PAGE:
The Blogger Himself

Tough editing

As you know I do an econ stats, occasional stock tip, thing for an American site. Last November I tipped Ocado. Moving from grocer to grocery tech supplier, gold rush the money’s in shovels, rerating possible. Currently showing a 148% profit that tip. So, I partly preen, a normal sorta thing in such columns, and suggest taking profits as I’ve no new information about what happens next.

The piece is rejected for being “superficial”.

That’s tough editing.

That’s a job I would take

Not that I’ve applied for it of course, nor has anyone been stupid enough to approach me:

From the coronavirus strategy to the merits of Rule, Britannia!, the prime minister’s new spokesperson will have to deal with the full range of issues confronting the government.

As the selection process for the first incumbent reaches its closing stages, though, the successful candidate is likely to face a harder question still: why on earth would you want to do it?

With the closing date for applications passed and the Downing Street machine back to full gear with Boris Johnson’s director of communications, Lee Cain, returning to the office, it was reported on Sunday that the process of sifting through the CVs will now intensify.

And although the job answering the questions of the press on camera will command a salary of £100,000 a year and a place on every news broadcast, the clearest signals yet are about those who view the opportunity with caution.

No one in their right minds would give me the job either. But I would love to be the first prime ministerial spokesman to tell a journalist, live on air, “Fuck off, twat”. It’s not whether that would happen but how quickly….

How sweet, they’ve named a street after me

Newtown, PA 18940

It must be me, right? Given how rare Worstall is as a name.

This not actually being so, it’s v rare in the UK – three of us now I believe. But over in the US there are hundreds. Mostly in PA and over into OH. Leading to me once getting an email from a kid in OH somewhere asking if I was the Dr. Worstall he’d taken Driver’s Ed from…..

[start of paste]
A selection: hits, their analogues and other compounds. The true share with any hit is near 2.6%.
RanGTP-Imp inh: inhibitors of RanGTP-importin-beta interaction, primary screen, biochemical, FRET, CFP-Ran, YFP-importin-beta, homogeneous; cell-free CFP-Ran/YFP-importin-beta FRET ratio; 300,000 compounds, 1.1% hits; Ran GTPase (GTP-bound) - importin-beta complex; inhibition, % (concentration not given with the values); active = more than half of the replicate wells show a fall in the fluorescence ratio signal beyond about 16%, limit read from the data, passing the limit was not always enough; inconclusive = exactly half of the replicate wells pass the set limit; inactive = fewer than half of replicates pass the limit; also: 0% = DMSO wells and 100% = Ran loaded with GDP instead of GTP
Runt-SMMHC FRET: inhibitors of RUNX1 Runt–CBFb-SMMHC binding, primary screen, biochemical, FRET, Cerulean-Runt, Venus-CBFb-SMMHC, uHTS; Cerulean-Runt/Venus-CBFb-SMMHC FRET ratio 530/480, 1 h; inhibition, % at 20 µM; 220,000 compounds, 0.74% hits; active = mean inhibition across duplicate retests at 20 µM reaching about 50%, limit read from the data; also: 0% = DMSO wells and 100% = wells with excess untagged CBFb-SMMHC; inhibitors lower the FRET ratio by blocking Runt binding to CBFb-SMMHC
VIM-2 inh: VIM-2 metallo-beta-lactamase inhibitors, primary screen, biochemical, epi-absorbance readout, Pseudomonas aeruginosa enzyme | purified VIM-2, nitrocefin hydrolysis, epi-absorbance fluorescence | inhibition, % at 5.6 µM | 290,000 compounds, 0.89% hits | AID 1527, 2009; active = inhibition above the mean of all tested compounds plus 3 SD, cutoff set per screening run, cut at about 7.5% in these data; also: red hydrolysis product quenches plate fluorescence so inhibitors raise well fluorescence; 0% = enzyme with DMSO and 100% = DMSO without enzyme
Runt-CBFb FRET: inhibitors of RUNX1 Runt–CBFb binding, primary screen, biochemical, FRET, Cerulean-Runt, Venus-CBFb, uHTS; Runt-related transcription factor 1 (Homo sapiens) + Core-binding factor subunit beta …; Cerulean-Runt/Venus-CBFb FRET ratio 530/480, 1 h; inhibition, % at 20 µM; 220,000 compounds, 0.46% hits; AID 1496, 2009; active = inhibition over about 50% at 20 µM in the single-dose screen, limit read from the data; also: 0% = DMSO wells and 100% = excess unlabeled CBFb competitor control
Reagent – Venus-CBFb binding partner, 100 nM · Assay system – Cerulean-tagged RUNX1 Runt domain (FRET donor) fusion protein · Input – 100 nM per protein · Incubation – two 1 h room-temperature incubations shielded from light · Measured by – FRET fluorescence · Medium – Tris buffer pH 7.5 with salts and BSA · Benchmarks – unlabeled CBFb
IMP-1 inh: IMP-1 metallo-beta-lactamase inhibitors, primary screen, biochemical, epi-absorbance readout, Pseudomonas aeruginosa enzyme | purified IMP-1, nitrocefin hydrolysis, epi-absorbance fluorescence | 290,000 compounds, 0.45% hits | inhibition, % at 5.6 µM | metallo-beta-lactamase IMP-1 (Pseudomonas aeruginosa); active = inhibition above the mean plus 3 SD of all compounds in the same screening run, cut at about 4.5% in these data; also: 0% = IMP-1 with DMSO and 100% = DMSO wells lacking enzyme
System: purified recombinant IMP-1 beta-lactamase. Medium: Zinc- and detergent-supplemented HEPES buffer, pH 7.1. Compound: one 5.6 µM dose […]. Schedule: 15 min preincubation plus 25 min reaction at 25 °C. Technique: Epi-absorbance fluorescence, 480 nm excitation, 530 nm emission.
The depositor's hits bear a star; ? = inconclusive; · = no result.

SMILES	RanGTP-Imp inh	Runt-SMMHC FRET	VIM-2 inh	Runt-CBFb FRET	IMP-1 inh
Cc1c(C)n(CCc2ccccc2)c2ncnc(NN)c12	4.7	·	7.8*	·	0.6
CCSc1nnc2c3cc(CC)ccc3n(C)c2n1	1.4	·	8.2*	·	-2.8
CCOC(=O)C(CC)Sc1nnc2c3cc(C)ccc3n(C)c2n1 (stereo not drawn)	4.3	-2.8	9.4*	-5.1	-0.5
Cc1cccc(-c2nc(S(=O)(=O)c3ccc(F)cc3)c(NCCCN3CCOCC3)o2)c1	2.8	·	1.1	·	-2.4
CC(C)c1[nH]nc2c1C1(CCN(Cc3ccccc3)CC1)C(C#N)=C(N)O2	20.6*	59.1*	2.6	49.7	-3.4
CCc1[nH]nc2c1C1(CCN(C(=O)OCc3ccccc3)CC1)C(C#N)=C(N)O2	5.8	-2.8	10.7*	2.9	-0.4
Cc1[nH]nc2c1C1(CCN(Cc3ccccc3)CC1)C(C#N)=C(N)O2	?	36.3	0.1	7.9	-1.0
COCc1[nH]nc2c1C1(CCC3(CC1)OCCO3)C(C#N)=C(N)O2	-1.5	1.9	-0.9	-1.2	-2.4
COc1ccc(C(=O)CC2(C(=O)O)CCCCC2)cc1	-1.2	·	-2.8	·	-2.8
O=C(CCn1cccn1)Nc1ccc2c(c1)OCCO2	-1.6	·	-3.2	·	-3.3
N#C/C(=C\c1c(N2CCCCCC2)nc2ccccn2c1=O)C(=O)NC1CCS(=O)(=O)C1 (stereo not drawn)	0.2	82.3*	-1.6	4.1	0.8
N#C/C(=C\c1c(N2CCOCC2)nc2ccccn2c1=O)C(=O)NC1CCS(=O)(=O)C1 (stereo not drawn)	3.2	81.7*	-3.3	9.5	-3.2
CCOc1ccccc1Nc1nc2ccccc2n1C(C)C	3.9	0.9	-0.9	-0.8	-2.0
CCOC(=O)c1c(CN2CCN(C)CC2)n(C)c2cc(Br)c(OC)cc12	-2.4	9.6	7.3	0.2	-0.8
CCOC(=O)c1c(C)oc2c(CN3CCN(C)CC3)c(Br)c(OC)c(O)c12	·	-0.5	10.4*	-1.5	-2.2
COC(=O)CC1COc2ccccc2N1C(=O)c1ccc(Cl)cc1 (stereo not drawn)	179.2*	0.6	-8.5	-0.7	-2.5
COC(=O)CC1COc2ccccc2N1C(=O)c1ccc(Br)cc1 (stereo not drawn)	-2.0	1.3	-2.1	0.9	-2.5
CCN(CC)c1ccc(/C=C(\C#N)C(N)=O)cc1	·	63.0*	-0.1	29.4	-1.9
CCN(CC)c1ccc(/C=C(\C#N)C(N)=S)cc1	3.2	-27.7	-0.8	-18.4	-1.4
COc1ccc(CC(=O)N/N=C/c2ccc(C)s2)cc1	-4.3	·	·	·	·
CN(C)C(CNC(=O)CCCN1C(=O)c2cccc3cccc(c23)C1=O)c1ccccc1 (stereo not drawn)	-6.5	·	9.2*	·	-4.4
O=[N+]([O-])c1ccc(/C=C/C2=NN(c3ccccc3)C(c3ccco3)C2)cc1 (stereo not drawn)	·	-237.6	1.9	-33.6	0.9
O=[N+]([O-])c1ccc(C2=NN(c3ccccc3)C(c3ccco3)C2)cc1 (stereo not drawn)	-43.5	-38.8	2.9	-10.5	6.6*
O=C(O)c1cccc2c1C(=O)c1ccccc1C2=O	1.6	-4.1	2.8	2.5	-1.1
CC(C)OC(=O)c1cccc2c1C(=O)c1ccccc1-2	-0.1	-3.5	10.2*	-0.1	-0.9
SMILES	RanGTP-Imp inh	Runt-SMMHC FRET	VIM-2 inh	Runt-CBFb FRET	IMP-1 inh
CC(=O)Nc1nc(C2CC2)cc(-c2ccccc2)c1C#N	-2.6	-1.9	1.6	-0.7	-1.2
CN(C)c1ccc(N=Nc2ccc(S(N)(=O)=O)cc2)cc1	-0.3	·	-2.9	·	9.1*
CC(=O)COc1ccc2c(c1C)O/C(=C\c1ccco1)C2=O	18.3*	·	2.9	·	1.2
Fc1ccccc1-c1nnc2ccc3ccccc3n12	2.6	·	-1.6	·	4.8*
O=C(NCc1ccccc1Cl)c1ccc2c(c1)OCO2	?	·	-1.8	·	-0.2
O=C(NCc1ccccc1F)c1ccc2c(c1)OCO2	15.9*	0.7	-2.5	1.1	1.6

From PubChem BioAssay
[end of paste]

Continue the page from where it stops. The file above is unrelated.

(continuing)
The price of celebrity

So, little videos made saying “Happy Birthday” and the like by famous people.

Caitlyn Jenner
Patriarch-turned-matriarch of the Kardashians
£2,075 a video

Lee MacDonald
Zammo McGuire in BBC TV’s Grange Hill

Presumably “famous in the comments section of his own blog” would mean me paying them….

Questions we’ll not bother to answer

Over at Quora it’s possible to make money by posing questions for people to answer. Not a lot, it’s the sort of amount that might attract a third worlder. But possibly this model needs a certain analysis. For we do end up with questions that aren’t worth answering:

When were the Chinese economic reforms of 1978 put in place?

I do, of course, cheat at journalism

Something BiG says:

“I think you do more research for one throwaway column than the average “journalist” does for above the fold on the front page.”

And, well, I cheat. I write about things that I already know about. Or am interested in at least, have something to say about.

In one sense this is just what we’d like all to be doing. In another it’s rather different. The newspaper, the journalists on it, have to pick up the stories that are there and say something about them. That requires lots of looking around in order to have something to say. Even, to find out what is going on.

My cheat is to look around, see something I’d like to say something about, then do a piece. That is a fundamentally different approach. I’m specifically choosing the things I’ve already got an approach to, that largely guided by my already knowing something to a lot about it and having references to it. Journalism is, in its essence, the other way around. Here is something that has to be written about now, what in buggery is it?

There are rare occasions when I’m asked for a piece on something where I don’t already have a view. I flail around at such points just like everyone else.

The Maddie McCann thing is all getting closer

The prime suspect in the disappearance of Madeleine McCann was feared as a gun-toting criminal according to locals in the small town he holed up in shortly after she went missing.

Christian Brückner found a job as a waiter in a remote village 40 miles from Praia da Luz and befriended a German couple who looked after foster children, often staying at their house, local reports claimed on Sunday.